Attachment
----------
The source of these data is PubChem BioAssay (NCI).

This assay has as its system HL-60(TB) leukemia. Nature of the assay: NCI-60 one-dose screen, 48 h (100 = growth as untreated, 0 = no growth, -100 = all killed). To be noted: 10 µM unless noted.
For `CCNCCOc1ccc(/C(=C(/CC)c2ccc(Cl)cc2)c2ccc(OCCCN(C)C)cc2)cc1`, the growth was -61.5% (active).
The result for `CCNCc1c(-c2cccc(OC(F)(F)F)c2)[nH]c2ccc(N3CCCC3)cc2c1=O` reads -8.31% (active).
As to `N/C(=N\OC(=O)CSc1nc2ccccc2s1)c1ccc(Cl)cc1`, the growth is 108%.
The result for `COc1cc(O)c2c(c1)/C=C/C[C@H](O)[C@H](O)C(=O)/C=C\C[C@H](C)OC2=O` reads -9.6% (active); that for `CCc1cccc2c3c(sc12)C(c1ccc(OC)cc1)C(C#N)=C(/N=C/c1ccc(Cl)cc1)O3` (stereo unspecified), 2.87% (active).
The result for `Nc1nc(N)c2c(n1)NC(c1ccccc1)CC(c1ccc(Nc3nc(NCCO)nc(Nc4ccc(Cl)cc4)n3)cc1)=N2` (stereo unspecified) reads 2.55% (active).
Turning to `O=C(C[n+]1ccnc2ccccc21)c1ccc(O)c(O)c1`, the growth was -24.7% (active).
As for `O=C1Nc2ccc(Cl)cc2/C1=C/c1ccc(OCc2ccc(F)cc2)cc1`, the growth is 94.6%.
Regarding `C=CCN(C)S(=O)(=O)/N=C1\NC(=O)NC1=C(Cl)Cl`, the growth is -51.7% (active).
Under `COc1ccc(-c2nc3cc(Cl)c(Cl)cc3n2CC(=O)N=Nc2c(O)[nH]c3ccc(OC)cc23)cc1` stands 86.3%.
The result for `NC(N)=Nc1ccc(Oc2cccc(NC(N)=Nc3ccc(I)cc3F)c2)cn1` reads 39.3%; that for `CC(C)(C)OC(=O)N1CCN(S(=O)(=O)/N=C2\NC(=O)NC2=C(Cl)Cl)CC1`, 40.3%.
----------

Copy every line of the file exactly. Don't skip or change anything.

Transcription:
The source of these data is PubChem BioAssay (NCI).

This assay has as its system HL-60(TB) leukemia. Nature of the assay: NCI-60 one-dose screen, 48 h (100 = growth as untreated, 0 = no growth, -100 = all killed). To be noted: 10 µM unless noted.
For `CCNCCOc1ccc(/C(=C(/CC)c2ccc(Cl)cc2)c2ccc(OCCCN(C)C)cc2)cc1`, the growth was -61.5% (active).
The result for `CCNCc1c(-c2cccc(OC(F)(F)F)c2)[nH]c2ccc(N3CCCC3)cc2c1=O` reads -8.31% (active).
As to `N/C(=N\OC(=O)CSc1nc2ccccc2s1)c1ccc(Cl)cc1`, the growth is 108%.
The result for `COc1cc(O)c2c(c1)/C=C/C[C@H](O)[C@H](O)C(=O)/C=C\C[C@H](C)OC2=O` reads -9.6% (active); that for `CCc1cccc2c3c(sc12)C(c1ccc(OC)cc1)C(C#N)=C(/N=C/c1ccc(Cl)cc1)O3` (stereo unspecified), 2.87% (active).
The result for `Nc1nc(N)c2c(n1)NC(c1ccccc1)CC(c1ccc(Nc3nc(NCCO)nc(Nc4ccc(Cl)cc4)n3)cc1)=N2` (stereo unspecified) reads 2.55% (active).
Turning to `O=C(C[n+]1ccnc2ccccc21)c1ccc(O)c(O)c1`, the growth was -24.7% (active).
As for `O=C1Nc2ccc(Cl)cc2/C1=C/c1ccc(OCc2ccc(F)cc2)cc1`, the growth is 94.6%.
Regarding `C=CCN(C)S(=O)(=O)/N=C1\NC(=O)NC1=C(Cl)Cl`, the growth is -51.7% (active).
Under `COc1ccc(-c2nc3cc(Cl)c(Cl)cc3n2CC(=O)N=Nc2c(O)[nH]c3ccc(OC)cc23)cc1` stands 86.3%.
The result for `NC(N)=Nc1ccc(Oc2cccc(NC(N)=Nc3ccc(I)cc3F)c2)cn1` reads 39.3%; that for `CC(C)(C)OC(=O)N1CCN(S(=O)(=O)/N=C2\NC(=O)NC2=C(Cl)Cl)CC1`, 40.3%.